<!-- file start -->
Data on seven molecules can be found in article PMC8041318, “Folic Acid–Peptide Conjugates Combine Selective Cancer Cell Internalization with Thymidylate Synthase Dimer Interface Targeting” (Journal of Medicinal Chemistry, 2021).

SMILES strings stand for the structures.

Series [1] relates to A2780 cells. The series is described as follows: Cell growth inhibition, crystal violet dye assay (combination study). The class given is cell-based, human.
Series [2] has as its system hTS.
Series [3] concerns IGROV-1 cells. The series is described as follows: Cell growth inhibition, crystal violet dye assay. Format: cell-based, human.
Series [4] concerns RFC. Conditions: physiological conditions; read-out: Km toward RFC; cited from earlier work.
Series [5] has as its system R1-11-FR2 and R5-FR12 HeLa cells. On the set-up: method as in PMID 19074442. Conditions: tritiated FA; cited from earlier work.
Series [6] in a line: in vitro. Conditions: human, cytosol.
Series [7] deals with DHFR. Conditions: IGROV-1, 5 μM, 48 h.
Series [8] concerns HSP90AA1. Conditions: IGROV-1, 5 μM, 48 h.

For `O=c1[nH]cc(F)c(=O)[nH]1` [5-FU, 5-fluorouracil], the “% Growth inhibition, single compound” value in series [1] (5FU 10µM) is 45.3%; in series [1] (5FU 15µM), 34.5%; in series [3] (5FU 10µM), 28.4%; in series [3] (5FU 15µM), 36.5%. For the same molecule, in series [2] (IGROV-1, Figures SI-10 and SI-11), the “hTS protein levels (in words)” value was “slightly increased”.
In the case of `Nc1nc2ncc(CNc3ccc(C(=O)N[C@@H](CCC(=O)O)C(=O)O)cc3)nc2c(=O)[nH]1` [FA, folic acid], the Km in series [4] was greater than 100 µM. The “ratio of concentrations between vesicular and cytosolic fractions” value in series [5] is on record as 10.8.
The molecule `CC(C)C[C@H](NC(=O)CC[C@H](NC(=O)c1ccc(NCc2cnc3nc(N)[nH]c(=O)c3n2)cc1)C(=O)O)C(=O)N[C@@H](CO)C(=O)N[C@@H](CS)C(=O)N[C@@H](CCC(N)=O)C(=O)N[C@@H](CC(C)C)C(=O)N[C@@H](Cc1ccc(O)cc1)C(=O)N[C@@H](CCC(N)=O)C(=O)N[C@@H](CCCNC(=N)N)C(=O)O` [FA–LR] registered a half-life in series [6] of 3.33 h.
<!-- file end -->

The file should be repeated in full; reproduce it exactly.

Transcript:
Data on seven molecules can be found in article PMC8041318, “Folic Acid–Peptide Conjugates Combine Selective Cancer Cell Internalization with Thymidylate Synthase Dimer Interface Targeting” (Journal of Medicinal Chemistry, 2021).

SMILES strings stand for the structures.

Series [1] relates to A2780 cells. The series is described as follows: Cell growth inhibition, crystal violet dye assay (combination study). The class given is cell-based, human.
Series [2] has as its system hTS.
Series [3] concerns IGROV-1 cells. The series is described as follows: Cell growth inhibition, crystal violet dye assay. Format: cell-based, human.
Series [4] concerns RFC. Conditions: physiological conditions; read-out: Km toward RFC; cited from earlier work.
Series [5] has as its system R1-11-FR2 and R5-FR12 HeLa cells. On the set-up: method as in PMID 19074442. Conditions: tritiated FA; cited from earlier work.
Series [6] in a line: in vitro. Conditions: human, cytosol.
Series [7] deals with DHFR. Conditions: IGROV-1, 5 μM, 48 h.
Series [8] concerns HSP90AA1. Conditions: IGROV-1, 5 μM, 48 h.

For `O=c1[nH]cc(F)c(=O)[nH]1` [5-FU, 5-fluorouracil], the “% Growth inhibition, single compound” value in series [1] (5FU 10µM) is 45.3%; in series [1] (5FU 15µM), 34.5%; in series [3] (5FU 10µM), 28.4%; in series [3] (5FU 15µM), 36.5%. For the same molecule, in series [2] (IGROV-1, Figures SI-10 and SI-11), the “hTS protein levels (in words)” value was “slightly increased”.
In the case of `Nc1nc2ncc(CNc3ccc(C(=O)N[C@@H](CCC(=O)O)C(=O)O)cc3)nc2c(=O)[nH]1` [FA, folic acid], the Km in series [4] was greater than 100 µM. The “ratio of concentrations between vesicular and cytosolic fractions” value in series [5] is on record as 10.8.
The molecule `CC(C)C[C@H](NC(=O)CC[C@H](NC(=O)c1ccc(NCc2cnc3nc(N)[nH]c(=O)c3n2)cc1)C(=O)O)C(=O)N[C@@H](CO)C(=O)N[C@@H](CS)C(=O)N[C@@H](CCC(N)=O)C(=O)N[C@@H](CC(C)C)C(=O)N[C@@H](Cc1ccc(O)cc1)C(=O)N[C@@H](CCC(N)=O)C(=O)N[C@@H](CCCNC(=N)N)C(=O)O` [FA–LR] registered a half-life in series [6] of 3.33 h.